Some of the best teachers I've met came through the Teach for America pipeline. Young, zealous, and super-smart. Very decent folks.
So why the provocative title to this post?
Perhaps I should have said, "How TFA might gut public education." That may be more accurate. Karl Marx was famous for running all problems through an economic filter, and there may be something worthwhile in asking, "What's the cost/benefit of a TFA teacher versus other teachers?"
This might be too vague. Let's take it from another angle: in this time of scarcer resources, are administrators "better off" hiring inexperienced but enthusiastic teachers or "seasoned" (i.e., old) teachers with years of experience and advanced degrees?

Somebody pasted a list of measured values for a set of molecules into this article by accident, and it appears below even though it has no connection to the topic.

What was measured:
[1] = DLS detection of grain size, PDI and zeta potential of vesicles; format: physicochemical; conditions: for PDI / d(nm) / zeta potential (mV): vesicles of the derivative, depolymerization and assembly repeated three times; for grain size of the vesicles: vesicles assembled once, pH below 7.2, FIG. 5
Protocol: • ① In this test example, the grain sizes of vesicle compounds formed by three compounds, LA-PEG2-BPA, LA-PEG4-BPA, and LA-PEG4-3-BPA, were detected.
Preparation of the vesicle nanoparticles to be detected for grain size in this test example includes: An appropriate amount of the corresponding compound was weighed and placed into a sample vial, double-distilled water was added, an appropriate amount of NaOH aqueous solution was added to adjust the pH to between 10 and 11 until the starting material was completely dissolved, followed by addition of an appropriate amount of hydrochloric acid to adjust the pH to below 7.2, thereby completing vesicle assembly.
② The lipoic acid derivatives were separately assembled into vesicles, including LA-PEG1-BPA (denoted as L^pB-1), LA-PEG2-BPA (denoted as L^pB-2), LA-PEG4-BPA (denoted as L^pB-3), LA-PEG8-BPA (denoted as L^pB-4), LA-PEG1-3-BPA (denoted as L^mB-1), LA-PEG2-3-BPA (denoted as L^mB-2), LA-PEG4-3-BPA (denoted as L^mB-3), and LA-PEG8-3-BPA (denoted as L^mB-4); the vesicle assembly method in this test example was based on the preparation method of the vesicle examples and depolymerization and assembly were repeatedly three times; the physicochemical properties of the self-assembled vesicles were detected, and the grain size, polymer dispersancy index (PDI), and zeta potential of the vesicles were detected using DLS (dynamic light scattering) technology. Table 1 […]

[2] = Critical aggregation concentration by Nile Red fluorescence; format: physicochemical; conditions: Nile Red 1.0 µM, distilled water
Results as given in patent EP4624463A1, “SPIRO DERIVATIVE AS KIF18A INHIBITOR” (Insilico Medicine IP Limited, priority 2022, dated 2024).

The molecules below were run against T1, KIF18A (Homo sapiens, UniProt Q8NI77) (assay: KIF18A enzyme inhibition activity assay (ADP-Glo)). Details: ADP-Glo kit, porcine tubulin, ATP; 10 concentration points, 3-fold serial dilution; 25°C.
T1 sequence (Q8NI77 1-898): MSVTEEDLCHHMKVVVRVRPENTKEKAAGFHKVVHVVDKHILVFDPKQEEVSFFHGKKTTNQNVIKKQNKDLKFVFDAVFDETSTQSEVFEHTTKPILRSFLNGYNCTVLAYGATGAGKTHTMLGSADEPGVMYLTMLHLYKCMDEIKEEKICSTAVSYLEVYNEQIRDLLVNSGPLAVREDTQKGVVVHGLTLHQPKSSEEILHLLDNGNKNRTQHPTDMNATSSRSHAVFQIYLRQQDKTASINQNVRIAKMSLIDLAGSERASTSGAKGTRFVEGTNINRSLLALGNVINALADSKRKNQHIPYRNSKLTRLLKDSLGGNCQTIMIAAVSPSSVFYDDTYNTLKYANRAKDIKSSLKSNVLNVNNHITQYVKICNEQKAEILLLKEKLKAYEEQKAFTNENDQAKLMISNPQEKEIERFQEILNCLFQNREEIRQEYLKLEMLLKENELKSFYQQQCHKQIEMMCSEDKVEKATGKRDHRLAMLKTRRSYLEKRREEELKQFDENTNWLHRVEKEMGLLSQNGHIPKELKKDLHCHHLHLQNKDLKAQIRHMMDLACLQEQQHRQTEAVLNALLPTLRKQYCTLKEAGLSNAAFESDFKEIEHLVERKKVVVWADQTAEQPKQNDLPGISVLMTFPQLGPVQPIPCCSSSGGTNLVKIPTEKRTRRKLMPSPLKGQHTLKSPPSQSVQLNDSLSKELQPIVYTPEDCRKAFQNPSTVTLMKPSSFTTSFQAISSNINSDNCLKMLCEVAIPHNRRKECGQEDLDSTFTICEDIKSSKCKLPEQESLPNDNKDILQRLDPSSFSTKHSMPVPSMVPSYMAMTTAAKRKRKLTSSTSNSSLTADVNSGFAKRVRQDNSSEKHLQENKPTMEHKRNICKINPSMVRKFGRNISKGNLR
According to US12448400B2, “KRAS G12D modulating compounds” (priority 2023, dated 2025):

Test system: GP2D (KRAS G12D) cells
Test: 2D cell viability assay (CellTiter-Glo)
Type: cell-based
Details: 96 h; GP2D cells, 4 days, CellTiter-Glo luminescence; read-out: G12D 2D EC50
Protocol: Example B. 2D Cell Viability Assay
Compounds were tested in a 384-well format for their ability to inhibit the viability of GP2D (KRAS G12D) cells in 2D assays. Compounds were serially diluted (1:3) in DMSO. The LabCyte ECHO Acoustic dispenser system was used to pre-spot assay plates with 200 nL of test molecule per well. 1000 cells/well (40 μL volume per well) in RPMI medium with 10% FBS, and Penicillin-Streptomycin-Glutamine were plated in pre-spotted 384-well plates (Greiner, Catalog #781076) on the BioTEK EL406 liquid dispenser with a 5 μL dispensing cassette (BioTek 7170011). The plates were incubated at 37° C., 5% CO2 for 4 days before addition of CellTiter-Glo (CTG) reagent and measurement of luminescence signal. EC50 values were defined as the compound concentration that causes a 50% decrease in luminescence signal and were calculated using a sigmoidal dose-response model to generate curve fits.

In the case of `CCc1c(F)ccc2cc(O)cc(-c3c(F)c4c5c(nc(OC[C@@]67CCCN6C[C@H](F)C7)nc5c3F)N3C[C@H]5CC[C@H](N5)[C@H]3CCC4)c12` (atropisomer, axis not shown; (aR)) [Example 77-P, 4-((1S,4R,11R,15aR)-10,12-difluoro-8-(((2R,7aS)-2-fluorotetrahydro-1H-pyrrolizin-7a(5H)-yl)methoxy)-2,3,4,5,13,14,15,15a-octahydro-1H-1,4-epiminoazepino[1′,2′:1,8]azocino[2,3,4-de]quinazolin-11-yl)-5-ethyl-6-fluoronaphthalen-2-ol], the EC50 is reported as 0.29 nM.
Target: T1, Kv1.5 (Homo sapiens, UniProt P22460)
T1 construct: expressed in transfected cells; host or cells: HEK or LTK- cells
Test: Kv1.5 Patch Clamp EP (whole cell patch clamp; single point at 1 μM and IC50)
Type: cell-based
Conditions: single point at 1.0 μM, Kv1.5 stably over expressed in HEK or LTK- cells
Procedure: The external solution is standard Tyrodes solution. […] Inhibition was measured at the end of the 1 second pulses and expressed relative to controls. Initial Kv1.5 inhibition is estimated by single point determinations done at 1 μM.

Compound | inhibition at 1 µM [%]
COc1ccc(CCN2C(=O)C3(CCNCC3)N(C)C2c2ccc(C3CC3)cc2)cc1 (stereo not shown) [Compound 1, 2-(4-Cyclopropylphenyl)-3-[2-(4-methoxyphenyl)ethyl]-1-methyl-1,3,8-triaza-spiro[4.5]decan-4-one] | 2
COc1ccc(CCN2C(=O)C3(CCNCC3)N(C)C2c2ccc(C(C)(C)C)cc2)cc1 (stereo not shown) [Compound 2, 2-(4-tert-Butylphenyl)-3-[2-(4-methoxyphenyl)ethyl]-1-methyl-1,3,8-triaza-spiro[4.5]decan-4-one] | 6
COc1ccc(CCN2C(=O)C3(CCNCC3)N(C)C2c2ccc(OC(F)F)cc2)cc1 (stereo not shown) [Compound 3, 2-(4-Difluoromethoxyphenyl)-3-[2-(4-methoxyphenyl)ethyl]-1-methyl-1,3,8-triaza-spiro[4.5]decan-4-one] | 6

In the current education climate, "better off" is often defined as appearing to always do more with less; maximizing resources, in other words. Since public education tends to mimic corporate structures, the goal is to have interchangeable teachers who can do whatever needs to be done. Since individuality is really a matter of indifference, then Cheapest is Best.
So, yes, administrative careerists will naturally use "raw material" that is cheap in order to keep within budget. That's to be expected.
Teach for America is having some unintended consequences. Ultimately bringing down wages and exchanging experience and competence for enthusiasm may be just two.